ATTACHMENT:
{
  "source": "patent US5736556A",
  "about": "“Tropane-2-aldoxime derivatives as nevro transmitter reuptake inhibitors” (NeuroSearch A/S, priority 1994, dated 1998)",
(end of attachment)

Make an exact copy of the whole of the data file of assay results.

{
  "source": "patent US5736556A",
  "about": "“Tropane-2-aldoxime derivatives as nevro transmitter reuptake inhibitors” (NeuroSearch A/S, priority 1994, dated 1998)",